Significant resources are devoted to litigating a concept known as trademark dilution. Dilution involves situations where an entity other than a trademark’s original owner uses a brand name or logo in a way that weakens the strength and distinctiveness of the original mark, even when no confusion occurs. It is unclear, however, whether trademark dilution actually exists. The best evidence that it does comes from a set of studies showing that respondents are slower to match brands to their product categories and product attributes after being exposed to an advertisement for a different product using the same or a similar brand name. This article casts doubt on the construct validity of these reaction time studies. Through a series of new experiments, we argue that what prior reaction time studies reported as evidence of trademark dilution is actually the artifact of a flawed experimental design that fails to control for the effect of seeing a surprising advertisement. Our findings lead us to conclude that like the proverbial unicorn, dilution is theoretically plausible, but remains empirically unproven.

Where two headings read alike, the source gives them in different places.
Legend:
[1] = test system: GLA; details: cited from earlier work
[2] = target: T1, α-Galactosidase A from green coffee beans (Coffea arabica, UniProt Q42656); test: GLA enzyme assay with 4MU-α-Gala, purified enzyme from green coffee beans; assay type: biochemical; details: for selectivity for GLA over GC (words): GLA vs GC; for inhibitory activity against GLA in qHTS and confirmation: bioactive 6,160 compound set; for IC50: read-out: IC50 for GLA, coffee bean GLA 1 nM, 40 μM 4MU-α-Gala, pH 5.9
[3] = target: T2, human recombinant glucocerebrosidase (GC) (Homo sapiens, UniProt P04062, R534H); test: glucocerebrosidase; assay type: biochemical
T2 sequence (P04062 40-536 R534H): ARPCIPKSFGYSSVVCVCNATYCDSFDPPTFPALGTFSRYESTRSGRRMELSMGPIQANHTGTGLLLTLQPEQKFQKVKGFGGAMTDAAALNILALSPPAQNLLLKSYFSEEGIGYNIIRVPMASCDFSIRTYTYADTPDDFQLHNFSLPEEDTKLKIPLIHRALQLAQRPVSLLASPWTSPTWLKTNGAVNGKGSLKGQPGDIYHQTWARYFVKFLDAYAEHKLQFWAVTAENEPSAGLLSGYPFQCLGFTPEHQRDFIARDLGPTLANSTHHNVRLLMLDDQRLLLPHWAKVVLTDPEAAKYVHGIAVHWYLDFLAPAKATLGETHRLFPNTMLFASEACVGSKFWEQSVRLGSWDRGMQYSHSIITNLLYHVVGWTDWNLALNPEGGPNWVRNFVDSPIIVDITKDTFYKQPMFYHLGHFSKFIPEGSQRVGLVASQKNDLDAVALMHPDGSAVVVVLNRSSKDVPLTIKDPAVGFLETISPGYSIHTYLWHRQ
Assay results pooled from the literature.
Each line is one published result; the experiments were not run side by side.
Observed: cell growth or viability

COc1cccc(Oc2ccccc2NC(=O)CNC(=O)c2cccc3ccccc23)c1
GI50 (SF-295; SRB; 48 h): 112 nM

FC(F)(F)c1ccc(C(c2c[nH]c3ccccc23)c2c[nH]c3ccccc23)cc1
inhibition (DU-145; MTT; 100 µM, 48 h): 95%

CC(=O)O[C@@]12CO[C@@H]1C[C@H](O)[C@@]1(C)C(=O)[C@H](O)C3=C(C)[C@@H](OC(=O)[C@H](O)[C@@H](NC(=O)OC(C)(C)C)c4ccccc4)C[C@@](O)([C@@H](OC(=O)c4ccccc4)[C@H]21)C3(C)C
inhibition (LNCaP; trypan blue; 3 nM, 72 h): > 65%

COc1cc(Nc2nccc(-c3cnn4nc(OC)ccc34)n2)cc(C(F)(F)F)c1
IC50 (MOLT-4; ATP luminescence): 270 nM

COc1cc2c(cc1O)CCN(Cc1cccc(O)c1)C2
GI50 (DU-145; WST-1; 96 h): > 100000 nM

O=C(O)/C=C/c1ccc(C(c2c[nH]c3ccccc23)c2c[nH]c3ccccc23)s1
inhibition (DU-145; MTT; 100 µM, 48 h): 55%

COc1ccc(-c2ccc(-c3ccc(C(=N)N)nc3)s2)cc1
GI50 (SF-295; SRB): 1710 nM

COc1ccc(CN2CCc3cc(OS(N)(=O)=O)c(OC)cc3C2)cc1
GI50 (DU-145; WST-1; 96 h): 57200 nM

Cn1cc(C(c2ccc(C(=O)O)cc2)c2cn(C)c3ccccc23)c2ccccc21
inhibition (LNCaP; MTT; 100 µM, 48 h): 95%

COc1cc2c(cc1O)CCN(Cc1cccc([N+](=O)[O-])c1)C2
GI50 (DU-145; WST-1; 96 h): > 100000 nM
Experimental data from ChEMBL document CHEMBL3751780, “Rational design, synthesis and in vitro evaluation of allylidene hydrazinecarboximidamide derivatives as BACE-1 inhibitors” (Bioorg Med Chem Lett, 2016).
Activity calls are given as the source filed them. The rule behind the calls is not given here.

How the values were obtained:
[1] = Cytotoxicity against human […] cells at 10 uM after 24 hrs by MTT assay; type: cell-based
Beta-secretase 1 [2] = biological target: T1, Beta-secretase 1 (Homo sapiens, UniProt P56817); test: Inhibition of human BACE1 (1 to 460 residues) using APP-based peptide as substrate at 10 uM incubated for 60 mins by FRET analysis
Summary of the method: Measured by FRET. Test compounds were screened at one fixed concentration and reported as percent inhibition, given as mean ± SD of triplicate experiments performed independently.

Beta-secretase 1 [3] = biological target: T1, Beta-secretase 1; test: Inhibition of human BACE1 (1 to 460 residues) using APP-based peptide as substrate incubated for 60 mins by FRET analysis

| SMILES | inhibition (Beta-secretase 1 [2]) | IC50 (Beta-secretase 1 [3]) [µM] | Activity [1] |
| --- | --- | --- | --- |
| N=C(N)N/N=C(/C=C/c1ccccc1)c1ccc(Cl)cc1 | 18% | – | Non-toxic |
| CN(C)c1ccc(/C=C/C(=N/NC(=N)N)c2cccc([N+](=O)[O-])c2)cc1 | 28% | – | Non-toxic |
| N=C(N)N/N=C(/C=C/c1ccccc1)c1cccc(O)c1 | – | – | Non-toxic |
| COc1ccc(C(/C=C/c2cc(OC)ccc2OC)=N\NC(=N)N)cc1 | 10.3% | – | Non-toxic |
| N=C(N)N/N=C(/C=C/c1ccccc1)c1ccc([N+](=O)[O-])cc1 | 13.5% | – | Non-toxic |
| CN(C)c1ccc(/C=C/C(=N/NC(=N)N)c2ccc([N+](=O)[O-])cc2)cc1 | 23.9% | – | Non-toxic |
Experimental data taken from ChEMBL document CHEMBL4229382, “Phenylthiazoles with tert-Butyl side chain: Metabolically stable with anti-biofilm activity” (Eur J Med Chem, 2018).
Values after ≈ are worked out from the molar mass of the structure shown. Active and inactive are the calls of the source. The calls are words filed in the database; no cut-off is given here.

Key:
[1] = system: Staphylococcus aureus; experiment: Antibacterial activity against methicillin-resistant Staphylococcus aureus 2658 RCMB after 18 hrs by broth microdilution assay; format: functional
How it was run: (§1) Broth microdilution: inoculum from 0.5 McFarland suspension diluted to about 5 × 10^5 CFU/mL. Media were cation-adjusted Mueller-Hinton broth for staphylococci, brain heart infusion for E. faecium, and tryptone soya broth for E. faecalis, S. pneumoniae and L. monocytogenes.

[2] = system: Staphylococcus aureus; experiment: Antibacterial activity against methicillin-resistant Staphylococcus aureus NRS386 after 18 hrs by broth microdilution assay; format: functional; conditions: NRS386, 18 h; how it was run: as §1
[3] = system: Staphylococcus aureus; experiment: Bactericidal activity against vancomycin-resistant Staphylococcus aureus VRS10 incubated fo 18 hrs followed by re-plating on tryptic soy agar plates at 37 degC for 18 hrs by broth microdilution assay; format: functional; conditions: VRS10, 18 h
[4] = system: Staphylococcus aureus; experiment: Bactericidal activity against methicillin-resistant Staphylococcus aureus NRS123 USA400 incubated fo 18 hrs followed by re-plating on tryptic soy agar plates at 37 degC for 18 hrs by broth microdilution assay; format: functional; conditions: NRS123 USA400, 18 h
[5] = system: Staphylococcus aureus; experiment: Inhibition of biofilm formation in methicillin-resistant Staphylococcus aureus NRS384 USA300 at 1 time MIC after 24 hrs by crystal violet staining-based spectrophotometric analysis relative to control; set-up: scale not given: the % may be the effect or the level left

Download the article from SSRN at the link.

May 8, 2017 | Permalink

Kogan on How Photographs Infringe

Terry S. Kogan, University of Utah College of Law, is publishing How Photographs Infringe in volume 19 of the Vanderbilt Journal of Entertainment & Technology Law (2017). Here is the abstract.